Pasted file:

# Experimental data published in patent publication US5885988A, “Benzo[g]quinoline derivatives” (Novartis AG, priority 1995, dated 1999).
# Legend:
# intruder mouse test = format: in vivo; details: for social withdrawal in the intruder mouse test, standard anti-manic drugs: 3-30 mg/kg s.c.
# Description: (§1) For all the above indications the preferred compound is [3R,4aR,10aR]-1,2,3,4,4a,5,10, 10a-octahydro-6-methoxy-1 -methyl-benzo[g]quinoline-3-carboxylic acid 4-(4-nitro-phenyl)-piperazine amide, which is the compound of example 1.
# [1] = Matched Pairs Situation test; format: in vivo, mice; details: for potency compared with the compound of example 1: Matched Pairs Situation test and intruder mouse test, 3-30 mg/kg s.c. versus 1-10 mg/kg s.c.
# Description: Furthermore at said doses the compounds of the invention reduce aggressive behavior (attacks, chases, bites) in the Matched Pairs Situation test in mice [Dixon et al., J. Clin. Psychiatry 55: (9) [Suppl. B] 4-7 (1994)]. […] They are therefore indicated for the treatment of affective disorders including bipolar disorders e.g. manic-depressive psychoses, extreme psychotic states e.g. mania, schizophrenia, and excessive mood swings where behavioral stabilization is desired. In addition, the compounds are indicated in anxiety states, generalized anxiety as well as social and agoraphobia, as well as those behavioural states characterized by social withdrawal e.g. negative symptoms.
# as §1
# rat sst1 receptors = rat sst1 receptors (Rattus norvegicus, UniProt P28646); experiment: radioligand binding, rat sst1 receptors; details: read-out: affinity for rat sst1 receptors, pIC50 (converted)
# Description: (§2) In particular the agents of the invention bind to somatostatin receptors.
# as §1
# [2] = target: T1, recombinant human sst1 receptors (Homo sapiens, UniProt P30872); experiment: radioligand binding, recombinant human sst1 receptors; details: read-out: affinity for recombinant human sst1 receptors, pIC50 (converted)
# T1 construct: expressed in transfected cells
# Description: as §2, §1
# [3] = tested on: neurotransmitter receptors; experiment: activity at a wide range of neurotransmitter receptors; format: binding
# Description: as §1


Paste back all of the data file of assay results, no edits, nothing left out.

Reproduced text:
# Experimental data published in patent publication US5885988A, “Benzo[g]quinoline derivatives” (Novartis AG, priority 1995, dated 1999).
# Legend:
# intruder mouse test = format: in vivo; details: for social withdrawal in the intruder mouse test, standard anti-manic drugs: 3-30 mg/kg s.c.
# Description: (§1) For all the above indications the preferred compound is [3R,4aR,10aR]-1,2,3,4,4a,5,10, 10a-octahydro-6-methoxy-1 -methyl-benzo[g]quinoline-3-carboxylic acid 4-(4-nitro-phenyl)-piperazine amide, which is the compound of example 1.
# [1] = Matched Pairs Situation test; format: in vivo, mice; details: for potency compared with the compound of example 1: Matched Pairs Situation test and intruder mouse test, 3-30 mg/kg s.c. versus 1-10 mg/kg s.c.
# Description: Furthermore at said doses the compounds of the invention reduce aggressive behavior (attacks, chases, bites) in the Matched Pairs Situation test in mice [Dixon et al., J. Clin. Psychiatry 55: (9) [Suppl. B] 4-7 (1994)]. […] They are therefore indicated for the treatment of affective disorders including bipolar disorders e.g. manic-depressive psychoses, extreme psychotic states e.g. mania, schizophrenia, and excessive mood swings where behavioral stabilization is desired. In addition, the compounds are indicated in anxiety states, generalized anxiety as well as social and agoraphobia, as well as those behavioural states characterized by social withdrawal e.g. negative symptoms.
# as §1
# rat sst1 receptors = rat sst1 receptors (Rattus norvegicus, UniProt P28646); experiment: radioligand binding, rat sst1 receptors; details: read-out: affinity for rat sst1 receptors, pIC50 (converted)
# Description: (§2) In particular the agents of the invention bind to somatostatin receptors.
# as §1
# [2] = target: T1, recombinant human sst1 receptors (Homo sapiens, UniProt P30872); experiment: radioligand binding, recombinant human sst1 receptors; details: read-out: affinity for recombinant human sst1 receptors, pIC50 (converted)
# T1 construct: expressed in transfected cells
# Description: as §2, §1
# [3] = tested on: neurotransmitter receptors; experiment: activity at a wide range of neurotransmitter receptors; format: binding
# Description: as §1